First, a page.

In fact, if you have a spherical object, it does behave exactly as a point source. This requires a bit of knowledge from physics (or vector calculus, or great imagination), but that's a topic for another day :)

Here's that same image, for electric fields:

Note by John Muradeli
2 years, 3 months ago

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What is the spraycan explanation? Agnishom Chattopadhyay · 2 years, 3 months ago

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@Agnishom Chattopadhyay Well they basically tell you that when you spray with a spray can it will obey the inverse square law because it will be four times less intense at twice the distance. But this never rang any bell to anyone as to why or how the law works - at all. And I'm not understating with the explanation above - that's basically all the spraycan demonstration is. John Muradeli · 2 years, 3 months ago

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Nicely explained. Kushal Patankar · 2 years, 3 months ago

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@Kushal Patankar Thanks! :D John Muradeli · 2 years, 3 months ago

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If you've read this far, here's another one:

Can you now apply this idea to the opening picture? Think in reverse. Then you should truly understand what this law's all about. John Muradeli · 2 years, 3 months ago

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Pachaaaa Soham Sarkar · 2 years, 3 months ago

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Nicely explained but 2nd one not making sense. Baibhav Mohanty · 2 years, 3 months ago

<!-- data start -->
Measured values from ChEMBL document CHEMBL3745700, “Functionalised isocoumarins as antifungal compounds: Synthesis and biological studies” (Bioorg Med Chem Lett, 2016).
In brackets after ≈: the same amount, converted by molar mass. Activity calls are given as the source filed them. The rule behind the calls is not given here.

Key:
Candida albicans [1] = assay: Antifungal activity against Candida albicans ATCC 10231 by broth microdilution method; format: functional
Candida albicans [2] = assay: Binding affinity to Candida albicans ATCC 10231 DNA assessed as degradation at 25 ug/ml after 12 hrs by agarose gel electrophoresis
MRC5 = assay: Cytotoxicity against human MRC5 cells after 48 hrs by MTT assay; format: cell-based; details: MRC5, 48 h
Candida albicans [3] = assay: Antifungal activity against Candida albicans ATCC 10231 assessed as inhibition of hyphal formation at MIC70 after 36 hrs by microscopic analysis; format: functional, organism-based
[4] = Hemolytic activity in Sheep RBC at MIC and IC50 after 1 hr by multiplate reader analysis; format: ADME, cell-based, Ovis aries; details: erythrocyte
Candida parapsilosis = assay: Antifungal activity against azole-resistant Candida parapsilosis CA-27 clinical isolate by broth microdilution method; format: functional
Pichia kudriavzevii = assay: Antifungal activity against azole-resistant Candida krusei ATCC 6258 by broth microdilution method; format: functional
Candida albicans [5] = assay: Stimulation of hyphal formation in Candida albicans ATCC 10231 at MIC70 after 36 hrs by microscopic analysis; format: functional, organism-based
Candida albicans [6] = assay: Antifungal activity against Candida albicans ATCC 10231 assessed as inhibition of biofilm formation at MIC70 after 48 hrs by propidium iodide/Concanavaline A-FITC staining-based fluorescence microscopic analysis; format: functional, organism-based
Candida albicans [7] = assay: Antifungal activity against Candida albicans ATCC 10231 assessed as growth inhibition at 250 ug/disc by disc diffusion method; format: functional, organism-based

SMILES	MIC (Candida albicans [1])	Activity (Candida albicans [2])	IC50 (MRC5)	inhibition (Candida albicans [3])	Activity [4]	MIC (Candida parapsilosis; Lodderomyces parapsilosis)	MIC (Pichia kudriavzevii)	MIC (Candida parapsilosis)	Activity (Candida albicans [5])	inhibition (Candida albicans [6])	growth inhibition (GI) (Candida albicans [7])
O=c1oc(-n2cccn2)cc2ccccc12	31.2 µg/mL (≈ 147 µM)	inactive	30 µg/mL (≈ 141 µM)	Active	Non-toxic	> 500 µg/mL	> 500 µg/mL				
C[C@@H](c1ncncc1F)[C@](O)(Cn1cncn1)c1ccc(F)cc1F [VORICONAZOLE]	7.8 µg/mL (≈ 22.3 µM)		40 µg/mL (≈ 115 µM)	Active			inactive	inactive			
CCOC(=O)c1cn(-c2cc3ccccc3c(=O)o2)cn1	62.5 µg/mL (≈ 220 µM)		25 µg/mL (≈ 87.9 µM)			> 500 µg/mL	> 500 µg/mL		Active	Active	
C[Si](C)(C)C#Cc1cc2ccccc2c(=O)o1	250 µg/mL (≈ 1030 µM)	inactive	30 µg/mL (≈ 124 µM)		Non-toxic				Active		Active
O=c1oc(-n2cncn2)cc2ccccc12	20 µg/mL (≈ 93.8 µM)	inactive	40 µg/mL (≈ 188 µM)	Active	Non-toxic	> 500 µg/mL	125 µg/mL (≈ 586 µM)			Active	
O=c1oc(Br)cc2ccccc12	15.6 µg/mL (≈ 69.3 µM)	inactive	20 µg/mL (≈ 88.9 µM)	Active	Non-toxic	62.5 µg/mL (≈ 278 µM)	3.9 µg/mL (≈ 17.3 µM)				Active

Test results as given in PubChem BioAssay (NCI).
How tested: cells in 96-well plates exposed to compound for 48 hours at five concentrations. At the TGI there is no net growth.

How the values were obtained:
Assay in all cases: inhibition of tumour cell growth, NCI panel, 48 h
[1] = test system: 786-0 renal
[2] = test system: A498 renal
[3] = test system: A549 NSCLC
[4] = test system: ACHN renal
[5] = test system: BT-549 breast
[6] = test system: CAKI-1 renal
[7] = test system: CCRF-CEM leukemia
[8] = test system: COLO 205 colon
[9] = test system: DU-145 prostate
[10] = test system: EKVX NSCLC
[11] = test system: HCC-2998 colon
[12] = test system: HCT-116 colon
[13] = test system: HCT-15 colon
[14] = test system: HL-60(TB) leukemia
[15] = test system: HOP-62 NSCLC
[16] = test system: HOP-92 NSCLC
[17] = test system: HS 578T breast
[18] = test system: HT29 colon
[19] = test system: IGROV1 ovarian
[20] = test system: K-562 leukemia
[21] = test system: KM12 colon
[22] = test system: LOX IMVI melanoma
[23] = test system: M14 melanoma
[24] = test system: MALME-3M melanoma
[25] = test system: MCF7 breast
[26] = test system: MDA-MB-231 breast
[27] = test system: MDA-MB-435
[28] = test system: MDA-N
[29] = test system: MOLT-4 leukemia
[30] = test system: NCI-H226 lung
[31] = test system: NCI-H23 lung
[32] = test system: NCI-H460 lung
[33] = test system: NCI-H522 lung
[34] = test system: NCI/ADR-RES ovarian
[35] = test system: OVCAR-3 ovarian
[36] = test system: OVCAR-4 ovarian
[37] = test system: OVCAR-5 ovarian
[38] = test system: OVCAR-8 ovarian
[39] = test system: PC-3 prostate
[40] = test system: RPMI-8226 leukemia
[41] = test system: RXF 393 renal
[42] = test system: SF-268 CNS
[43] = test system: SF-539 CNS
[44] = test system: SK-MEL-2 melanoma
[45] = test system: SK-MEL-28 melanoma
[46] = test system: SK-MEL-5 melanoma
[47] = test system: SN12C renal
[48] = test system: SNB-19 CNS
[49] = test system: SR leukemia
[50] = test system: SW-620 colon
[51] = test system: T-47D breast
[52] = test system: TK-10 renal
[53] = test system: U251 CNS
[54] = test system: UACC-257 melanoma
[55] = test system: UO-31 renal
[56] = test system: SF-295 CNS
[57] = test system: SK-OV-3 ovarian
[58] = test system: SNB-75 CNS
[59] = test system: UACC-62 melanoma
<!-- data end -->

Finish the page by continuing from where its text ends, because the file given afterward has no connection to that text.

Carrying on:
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@Baibhav Mohanty Which one is the second one? John Muradeli · 2 years, 3 months ago

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@John Muradeli The one with a sphere with 3 hits and 9 hits. Baibhav Mohanty · 2 years, 3 months ago

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@Baibhav Mohanty Oh - the catch is, that outer square is of same area as the inner square. Hence, the intensity, or, field lines per that same area will be less by the square of the distance. Since the radius is doubled, intensity is... Wait... Yeah that's wrong. It's supposed to be four times less. It seems that whoever created this picture simply took the square root of the number of lines in the first square. Yup, you're right, it's a mess.

But if you notice, that illustration violates a condition for inverse square law - the field of interest must be uniformly distributed about the point source. Here, lines are unevenly spaced, and hence, the law does not apply. John Muradeli · 2 years, 3 months ago

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@John Muradeli Thanks. Baibhav Mohanty · 2 years, 3 months ago